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sorryselma Apr 8, 2019
Thanks Liz1963. These are great ideas. MIL is a fall risk so they are conservative in what they are prescribing her. I am also researching a CBD oil that has no psychoactive ingredients; I have read that it can do wonders for arthritic pain.
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You have to do what is right in your situation but - my Mom is allergic to morphine and anything that is a derivative , Percocet, etc. Ditto Ativan or any sedative. Just took her off of asthma inhaler (Flovent) because of hallucinations, anxiety - coming off steroid also has symptoms. Could just be the heart failure. We'll see. Any drug can have side effects - go to their website. Dr's do not tell you this. Hospice prefers giving morphine - calms some people down but others makes them screaming lunatics. (Heart surgery 19 years ago went fine for Mom but she flipped out on Percocet - Ativan made her catatonic for 3 days and then she recovered) If she needs sedatives now I will put 24 caregiver with her - not me - I have my own family and myself to take care of. If necessary In patient hospice. Also, try hot water bottle for back pain - soothes with no side effects.
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The morphine is probably exacerbating the dementia.
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It sounds like you are doing an exceptional job with MIL. My 85 year old Mother went through about a year of yelling out for her mother due to dementia. She was in a memory care/ AL. Many times that I went to visit she would hold up her arms and say "oh momma" and just cry. That just hurt my heart. I could handle just about anything else. I'd say "mom, you are my momma" and she would say she knew that. Dementia is so hard to deal with. My silver lining is that, she had severe arthritis also and was wheel chair bound. So I didn't need to worry about her falling...that is till she was in an AL that didn't go to her after 5 minutes of her yelling out " momma, please help me" upon awakening and she tried to get up many times and fell many times. First time she broke her collar bone. The RX's that seemed to help the most were hydrocodone for pain and Lorazepam for anxiety.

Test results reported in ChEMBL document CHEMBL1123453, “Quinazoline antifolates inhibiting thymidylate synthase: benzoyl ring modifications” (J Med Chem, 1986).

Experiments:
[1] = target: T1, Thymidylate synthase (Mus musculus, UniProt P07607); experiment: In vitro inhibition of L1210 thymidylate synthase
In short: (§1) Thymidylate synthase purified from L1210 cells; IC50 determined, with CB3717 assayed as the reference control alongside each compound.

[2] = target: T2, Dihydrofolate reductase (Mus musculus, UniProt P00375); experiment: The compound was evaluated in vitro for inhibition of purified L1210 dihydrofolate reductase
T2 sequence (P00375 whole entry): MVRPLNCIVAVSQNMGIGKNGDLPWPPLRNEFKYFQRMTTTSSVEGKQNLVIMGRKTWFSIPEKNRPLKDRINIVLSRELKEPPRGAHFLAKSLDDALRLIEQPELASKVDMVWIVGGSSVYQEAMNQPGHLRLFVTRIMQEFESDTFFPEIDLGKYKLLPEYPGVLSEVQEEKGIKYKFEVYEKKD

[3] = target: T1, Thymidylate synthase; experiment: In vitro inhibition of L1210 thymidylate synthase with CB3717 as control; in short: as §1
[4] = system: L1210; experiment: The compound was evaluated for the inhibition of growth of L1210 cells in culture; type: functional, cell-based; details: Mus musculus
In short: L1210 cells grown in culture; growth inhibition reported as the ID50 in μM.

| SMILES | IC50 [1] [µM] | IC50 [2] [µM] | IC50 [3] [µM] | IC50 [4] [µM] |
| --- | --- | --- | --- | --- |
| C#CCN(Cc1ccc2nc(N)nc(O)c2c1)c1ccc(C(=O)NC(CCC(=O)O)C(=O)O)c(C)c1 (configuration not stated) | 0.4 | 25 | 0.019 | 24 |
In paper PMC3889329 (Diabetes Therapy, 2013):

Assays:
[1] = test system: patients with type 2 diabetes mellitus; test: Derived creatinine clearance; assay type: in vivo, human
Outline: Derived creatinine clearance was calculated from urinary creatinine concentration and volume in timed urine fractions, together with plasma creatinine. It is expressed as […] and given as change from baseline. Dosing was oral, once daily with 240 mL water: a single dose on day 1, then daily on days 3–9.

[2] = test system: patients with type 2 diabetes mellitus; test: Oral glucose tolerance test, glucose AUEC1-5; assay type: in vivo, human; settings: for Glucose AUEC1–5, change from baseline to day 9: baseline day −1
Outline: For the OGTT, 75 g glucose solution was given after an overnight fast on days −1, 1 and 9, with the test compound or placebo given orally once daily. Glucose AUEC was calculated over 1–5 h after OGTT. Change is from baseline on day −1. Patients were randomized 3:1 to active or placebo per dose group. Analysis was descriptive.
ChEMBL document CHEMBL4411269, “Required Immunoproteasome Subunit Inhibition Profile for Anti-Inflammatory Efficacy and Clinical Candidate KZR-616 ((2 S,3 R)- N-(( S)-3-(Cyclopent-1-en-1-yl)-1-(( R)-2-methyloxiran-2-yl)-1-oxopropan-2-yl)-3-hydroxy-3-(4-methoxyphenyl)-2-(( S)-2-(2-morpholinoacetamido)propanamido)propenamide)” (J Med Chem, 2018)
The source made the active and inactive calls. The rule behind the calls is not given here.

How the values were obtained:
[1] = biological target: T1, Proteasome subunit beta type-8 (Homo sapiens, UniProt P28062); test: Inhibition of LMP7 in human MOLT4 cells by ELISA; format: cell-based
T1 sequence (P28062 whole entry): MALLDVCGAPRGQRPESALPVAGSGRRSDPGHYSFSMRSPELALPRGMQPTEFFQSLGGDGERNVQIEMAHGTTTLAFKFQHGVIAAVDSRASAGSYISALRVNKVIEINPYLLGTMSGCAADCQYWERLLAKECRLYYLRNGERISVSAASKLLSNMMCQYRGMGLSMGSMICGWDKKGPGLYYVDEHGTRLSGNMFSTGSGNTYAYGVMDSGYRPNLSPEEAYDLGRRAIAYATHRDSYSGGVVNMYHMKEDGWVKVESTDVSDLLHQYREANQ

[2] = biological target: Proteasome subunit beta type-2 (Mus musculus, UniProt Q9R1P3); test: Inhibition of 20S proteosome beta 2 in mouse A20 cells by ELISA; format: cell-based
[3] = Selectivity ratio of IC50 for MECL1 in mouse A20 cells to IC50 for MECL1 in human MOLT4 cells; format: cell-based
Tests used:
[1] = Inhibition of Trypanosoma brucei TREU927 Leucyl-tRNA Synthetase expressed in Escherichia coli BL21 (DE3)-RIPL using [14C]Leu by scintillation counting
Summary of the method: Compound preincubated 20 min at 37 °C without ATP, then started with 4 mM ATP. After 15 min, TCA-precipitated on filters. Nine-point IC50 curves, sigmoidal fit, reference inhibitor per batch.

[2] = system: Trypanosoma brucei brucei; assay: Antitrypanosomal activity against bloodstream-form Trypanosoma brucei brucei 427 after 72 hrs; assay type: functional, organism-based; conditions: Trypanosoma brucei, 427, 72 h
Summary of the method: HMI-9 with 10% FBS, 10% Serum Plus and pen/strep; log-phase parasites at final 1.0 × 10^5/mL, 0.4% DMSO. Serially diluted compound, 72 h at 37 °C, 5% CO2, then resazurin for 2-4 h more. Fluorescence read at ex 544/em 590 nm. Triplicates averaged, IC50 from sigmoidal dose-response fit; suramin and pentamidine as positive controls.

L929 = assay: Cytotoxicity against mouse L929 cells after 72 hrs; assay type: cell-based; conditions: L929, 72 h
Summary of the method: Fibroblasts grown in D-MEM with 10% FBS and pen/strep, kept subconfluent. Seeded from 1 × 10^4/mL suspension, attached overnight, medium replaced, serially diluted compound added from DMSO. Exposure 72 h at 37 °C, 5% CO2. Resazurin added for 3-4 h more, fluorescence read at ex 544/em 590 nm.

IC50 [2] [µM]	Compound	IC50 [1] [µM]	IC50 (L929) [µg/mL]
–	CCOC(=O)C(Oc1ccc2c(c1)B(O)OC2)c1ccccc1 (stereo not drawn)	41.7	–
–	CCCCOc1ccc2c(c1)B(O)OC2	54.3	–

She passed away on Jan 23. I went to get her belongings on Jan 26 and slipped on the ice and fractured my hip socket...nonoperable and they gave me tramadol for pain. It did nothing for the pain! PLEASE talk to an elder care doctor that understands her needs. I know there are such ridiculous rules and regs they need to follow due to abusers of drugs. BUT THERE ARE SOME THAT NEED THEM. I wish you the best....I know it's a tough journey and different for everyone. Also, the nicotine patch may help. Taking smokes away would cause so much anxiety without something to help. Only you know how dangerous it might be in your home. Again, I wish you the best!
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sorryselma Apr 8, 2019
Thanks mamasdaughter for sharing your story. Take care of yourself too - I am so sorry that you got injured. Sending all my warmest healing thoughts. I agree that we have to look into other meds for MIL as Kelkel also mentioned. Bless you for your kind words!!!!
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If she’s on hospice, she can be IN hospice. Find a residential hospice program for her. You deserve a life.

Smoking, shrieking, they’ve dealt with everything you can think of.
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Ash1984 Apr 8, 2019
This is what I was thinking. My grandmother was in hospice and they were able to manage her pain and discomfort. I'm a little surprised that she has a hospice nurse coming in and still isn't receiving anything stronger than Tramadol. Maybe it works for some things, but not the level of pain you are describing. As far as the smoking goes, I got to know a man who was in the hospice at the same time as my grandmother and he smoked. They had a small enclosed outdoor area.
Best of luck and push hard with the hospice care people. Your MIL deserves adequate pain management and you deserve to have a less stressful life.